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Review: BEAUTY AND THE BEAST, The London Palladium

The tale as old as time returns to the West End in a production that celebrates and stretches the immense possibility of theatre.

Review: BEAUTY AND THE BEAST, The London Palladium Review: BEAUTY AND THE BEAST, The London Palladium The tale as old as time returns to the West End. The 1991 animated film is doubtlessly one of the most beloved out of the Disney catalogue and saw a number of live-action films of varied quality developed over the years. Now, its musical adaptation takes over the Palladium in a grand spectacle directed and choreographed by Matt West. It's big, it's theatrical, it's magical.

Composed by Alan Menken with lyrics by Tim Rice and Alan Ashman plus a book by Linda Woolverton, it's impressively faithful to the original movie (with its dash of Stockholm Syndrome kept in there for good measure).

A prince, transformed into a scary creature as punishment for his arrogance, terrifies the quaint little French town where Belle lives. A bookworm with dreams of a faraway life, she is adored by the outcasts and misunderstood by her fellow villagers. When the Beast imprisons her eccentric inventor father in his dungeon after he accidentally trespasses, Belle offers herself in exchange for his liberation.

Trapped in the castle, she finds comfort and acceptance in the Beast's servants, turned into household objects by the same spell that struck the prince. Slowly, she falls for the Beast while her buff and toxic suitor Gaston leads the townspeople on a rescue mission. The curse is broken, the Beast and his staff return to their human form, and everyone lives happily ever after (except for Gaston and his red flags).

From Courtney Stapleton's enormous voice as Belle to Gavin Lee's Lumière, and from Sam Bailey's cockney Mrs Potts down the somersaulting, pirouetting, split-jumping ensemble, the production is a five-star cum laude, but the material has a few too many blind spots to ignore.

The big-money project is a cinematic experience with a colossal wow factor in its visual aspects. Projections, shadow-play, a mechanically impressive set, and gorgeous dance numbers deliver a stunning show where delicate music-box moments sit alongside large musical ones that celebrate and stretch the immense possibility of theatre.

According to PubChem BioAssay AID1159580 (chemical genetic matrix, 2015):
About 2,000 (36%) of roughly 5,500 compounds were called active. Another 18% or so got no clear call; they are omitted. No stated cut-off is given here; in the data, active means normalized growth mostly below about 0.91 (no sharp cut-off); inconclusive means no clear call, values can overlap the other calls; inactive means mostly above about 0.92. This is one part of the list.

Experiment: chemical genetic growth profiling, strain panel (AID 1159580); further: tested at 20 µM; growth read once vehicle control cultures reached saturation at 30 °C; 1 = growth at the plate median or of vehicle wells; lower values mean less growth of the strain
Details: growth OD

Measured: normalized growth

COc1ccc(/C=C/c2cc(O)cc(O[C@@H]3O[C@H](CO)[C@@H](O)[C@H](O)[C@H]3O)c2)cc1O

Stapleton's Belle is a clever, independent young woman who knows what she wants from life until she's met with love (we won't go into whether it actually is love or not...). Her delivery is devastating. Her terror and emotional distress make "Home" a highlight in the solos, which generally tend to be weak.

The song, however, is definitely misplaced, coming in too abruptly when neither Belle nor the audience have had the chance to mourn the total loss of her freedom. Compared with the choral pieces, the solo ballads wane. Belle and the Beast's are especially unmemorable and, while they give a first-hand look into their souls, they don't stick at all.

Shaq Taylor hides a sweet, privileged prince with a snort laugh beneath the gruff and unpolished Beast. His chemistry with Belle seeps through his fake fur, crooked horns, and heavy leather jacket, lighting the flame of his redemption. Sadly, he has one of the most anaemic songs with "If I Can't Love Her". The Beast's main number from the 2017 film has been regretfully omitted.

The title couple disappear completely when the side characters are on stage. Tom Senior's Gaston is in love with his own turgid biceps and Louis Stockil puts something of Jim Carrey's act in his panto-like approach to Le Fou. Gavin Lee, Nigel Richards (Cogsworth), Samantha Bingley (Madame), and Sam Bailey steal the show, with Lee becoming its true star.

His traditional delivery of Lumière is a captivating study of fluidity in physical comedy. He is a fascinating, hilarious presence and the four of them are endlessly entertaining and charming when assembled. They truly come into themselves in the non-musical moments, but shine when called into action.

"Be Our Guest" is, as expected, a spectacular extravaganza of flashy theatrical magic. It's huge. Feathered can-can girls, tapping crockery-clad dancers with top hats and tails, a sumptuous set with bright lights and screens all around all make for a variety-style presentation that's simply awe-inducing. We'll even forgive the overuse of anachronistic images of the Tour Eiffel everywhere that are used to remind us that we're in France (Lee's fictitious French accent is enough).

Stanley A. Meyer's sets are gorgeous, opulent. Large baroque pieces descend and move to create the castle interiors, expanded by Darrel Maloney's beautiful projections that incorporate gothic elements into the mix, while the town is a lovely stage adaptation of the original one from the film. The costumes (Ann Hould-Ward) are period-dress-on-crack with hints of rococo and 1700s Alpine clothing. Over-saturated, vibrant colours dominate the scene and fun patterns as well as shorter skirts modernise their styles.

Running at two and a half hours, including as many dark points as the original film, it might not be the wisest choice for the little ones in the audience, but Disney fans will love it. It's a dreamy, well-mounted production with a soaring, sumptuous score. It's as big as musical theatre gets.

Beauty and the Beast runs at the London Palladium until 17 September. It then goes on to play is Bristol and Dublin.

Photo Credit: Johan Persson




From This Author - Cindy Marcolina


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